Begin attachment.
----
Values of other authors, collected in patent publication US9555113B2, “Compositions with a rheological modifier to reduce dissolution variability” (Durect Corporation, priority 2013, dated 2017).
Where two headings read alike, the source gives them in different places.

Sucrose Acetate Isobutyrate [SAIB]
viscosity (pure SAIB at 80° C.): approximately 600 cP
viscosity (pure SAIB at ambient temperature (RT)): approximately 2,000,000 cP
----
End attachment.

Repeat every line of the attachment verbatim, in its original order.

Values of other authors, collected in patent publication US9555113B2, “Compositions with a rheological modifier to reduce dissolution variability” (Durect Corporation, priority 2013, dated 2017).
Where two headings read alike, the source gives them in different places.

Sucrose Acetate Isobutyrate [SAIB]
viscosity (pure SAIB at 80° C.): approximately 600 cP
viscosity (pure SAIB at ambient temperature (RT)): approximately 2,000,000 cP